If a file in /etc/rc*.d/ starts with K, it will be invoked by the init system with [name of script] stop (K is for kill), and if it starts with S, it will be invoked with [name of script] start.

Init scripts usually accept (most of) the following command-line parameters:

  • start - start the service
  • stop - stop the service
  • status - check whether the service is running
  • reload - have the service reload configuration files
  • restart - stop and start the service

So, for example, you could say /etc/init.d/ssh restart to stop and start the SSH service. You often see commands like this in tutorials and HOWTOs.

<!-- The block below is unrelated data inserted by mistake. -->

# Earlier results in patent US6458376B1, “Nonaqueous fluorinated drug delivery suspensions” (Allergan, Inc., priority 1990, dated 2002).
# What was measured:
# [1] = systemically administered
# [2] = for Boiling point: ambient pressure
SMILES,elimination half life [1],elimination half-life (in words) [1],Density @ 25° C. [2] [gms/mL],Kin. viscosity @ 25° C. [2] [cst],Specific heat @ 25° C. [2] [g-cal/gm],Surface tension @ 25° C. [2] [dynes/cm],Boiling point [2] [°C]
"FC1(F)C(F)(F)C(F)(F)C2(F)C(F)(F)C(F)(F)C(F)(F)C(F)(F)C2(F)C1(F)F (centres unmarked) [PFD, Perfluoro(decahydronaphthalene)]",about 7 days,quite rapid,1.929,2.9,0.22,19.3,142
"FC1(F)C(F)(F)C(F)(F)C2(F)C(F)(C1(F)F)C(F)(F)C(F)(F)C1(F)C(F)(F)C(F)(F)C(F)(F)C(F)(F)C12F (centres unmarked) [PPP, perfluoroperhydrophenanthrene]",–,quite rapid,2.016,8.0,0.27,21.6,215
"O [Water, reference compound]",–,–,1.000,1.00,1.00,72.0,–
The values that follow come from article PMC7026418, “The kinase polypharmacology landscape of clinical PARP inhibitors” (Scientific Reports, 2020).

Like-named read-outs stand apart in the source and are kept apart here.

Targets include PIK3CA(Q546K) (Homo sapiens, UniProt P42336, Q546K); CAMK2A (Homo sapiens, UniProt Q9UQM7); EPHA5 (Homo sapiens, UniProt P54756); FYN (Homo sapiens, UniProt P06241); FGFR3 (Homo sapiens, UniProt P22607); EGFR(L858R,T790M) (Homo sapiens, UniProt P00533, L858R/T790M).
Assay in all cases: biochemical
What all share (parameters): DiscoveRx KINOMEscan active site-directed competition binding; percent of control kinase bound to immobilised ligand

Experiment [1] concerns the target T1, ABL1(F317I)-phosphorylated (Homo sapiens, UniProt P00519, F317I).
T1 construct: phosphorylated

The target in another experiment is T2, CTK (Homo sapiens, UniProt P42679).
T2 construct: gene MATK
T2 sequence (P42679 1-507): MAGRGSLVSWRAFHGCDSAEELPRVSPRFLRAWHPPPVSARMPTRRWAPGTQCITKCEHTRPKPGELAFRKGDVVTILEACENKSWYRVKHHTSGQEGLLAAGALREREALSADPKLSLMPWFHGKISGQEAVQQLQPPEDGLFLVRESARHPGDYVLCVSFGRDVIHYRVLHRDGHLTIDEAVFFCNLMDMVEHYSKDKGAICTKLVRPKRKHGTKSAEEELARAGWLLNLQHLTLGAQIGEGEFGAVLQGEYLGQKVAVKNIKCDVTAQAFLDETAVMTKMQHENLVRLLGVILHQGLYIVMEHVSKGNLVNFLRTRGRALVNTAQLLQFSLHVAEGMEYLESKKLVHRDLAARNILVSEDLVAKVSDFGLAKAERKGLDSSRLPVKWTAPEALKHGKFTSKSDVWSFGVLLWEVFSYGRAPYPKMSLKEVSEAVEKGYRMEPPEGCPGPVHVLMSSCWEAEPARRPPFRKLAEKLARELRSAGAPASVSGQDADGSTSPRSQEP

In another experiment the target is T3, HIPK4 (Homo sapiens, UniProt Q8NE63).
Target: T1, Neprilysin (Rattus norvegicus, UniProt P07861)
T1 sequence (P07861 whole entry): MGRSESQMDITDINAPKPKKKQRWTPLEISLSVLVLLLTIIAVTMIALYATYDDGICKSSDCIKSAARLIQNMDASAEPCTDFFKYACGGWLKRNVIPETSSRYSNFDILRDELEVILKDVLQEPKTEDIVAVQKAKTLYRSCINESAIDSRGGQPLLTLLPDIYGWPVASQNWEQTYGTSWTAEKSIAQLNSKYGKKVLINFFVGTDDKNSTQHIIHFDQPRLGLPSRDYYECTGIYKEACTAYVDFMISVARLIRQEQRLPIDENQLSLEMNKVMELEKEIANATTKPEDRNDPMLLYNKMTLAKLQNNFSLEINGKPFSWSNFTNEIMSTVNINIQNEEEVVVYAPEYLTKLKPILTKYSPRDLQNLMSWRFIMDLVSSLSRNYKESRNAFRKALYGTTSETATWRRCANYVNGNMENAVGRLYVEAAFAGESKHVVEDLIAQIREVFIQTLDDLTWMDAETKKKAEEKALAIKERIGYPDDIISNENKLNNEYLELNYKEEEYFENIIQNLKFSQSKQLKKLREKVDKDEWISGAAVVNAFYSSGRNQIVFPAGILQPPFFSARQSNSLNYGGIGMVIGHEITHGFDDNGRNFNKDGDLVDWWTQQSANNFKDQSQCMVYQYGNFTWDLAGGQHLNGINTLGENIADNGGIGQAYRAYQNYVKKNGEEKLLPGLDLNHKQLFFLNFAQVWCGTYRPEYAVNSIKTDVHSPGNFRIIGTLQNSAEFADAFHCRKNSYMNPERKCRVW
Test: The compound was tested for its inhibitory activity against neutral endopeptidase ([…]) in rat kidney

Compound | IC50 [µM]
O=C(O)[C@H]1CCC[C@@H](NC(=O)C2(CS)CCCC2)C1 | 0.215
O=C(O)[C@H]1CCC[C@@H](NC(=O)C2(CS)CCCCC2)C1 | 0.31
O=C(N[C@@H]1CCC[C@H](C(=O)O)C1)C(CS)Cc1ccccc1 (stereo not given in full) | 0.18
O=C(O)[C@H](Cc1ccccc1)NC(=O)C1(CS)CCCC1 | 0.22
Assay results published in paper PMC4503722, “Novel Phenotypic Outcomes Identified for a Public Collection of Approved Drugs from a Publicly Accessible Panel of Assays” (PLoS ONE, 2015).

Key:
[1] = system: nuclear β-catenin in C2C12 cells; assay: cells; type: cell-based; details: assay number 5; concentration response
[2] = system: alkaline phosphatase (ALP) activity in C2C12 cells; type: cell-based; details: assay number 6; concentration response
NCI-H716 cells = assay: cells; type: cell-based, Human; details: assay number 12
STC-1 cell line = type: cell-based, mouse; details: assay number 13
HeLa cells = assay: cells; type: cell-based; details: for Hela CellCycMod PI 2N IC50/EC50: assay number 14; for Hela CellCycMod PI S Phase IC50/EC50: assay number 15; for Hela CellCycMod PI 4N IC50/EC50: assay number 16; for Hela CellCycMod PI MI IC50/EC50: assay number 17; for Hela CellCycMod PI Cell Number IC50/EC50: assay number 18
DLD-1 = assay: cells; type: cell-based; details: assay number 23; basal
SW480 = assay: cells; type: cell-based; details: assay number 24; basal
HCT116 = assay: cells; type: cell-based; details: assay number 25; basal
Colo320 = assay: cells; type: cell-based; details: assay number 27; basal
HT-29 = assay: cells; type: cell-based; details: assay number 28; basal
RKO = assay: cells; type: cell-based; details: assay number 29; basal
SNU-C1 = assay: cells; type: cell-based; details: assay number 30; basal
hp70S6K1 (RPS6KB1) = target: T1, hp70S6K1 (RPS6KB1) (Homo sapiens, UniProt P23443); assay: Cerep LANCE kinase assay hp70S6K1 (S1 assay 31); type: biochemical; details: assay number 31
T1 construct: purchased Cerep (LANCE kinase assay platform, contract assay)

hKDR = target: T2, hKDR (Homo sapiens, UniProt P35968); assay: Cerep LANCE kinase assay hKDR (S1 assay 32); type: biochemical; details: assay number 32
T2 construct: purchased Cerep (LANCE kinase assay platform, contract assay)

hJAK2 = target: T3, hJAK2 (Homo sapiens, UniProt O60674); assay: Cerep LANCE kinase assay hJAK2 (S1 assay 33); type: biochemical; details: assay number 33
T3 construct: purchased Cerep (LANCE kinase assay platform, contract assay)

The SSH Init Script

As an example, load up /etc/init.d/ssh in a text editor and give it a look.

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cd /etc/init.d
nano ssh

This is actually quite a few lines of code for what seems like a pretty simple task - it just needs to start or stop a program, right? It turns out, though, that there can be a lot of considerations involved in doing that. For example, these rather squirrelly-looking lines...

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test -x /usr/sbin/sshd || exit 0
( /usr/sbin/sshd -\? 2>&1 | grep -q OpenSSH ) 2>/dev/null || exit 0

...make sure that sshd exists, is executable, and at least claims to be the SSH daemon provided by the OpenSSH project. The rest of the script defines functions for all sorts of housekeeping and sanity checks before it gets to the part where it handles the start/stop/etc. commands in a case statement:

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case "$1" in
        log_daemon_msg "Starting OpenBSD Secure Shell server" "sshd" || true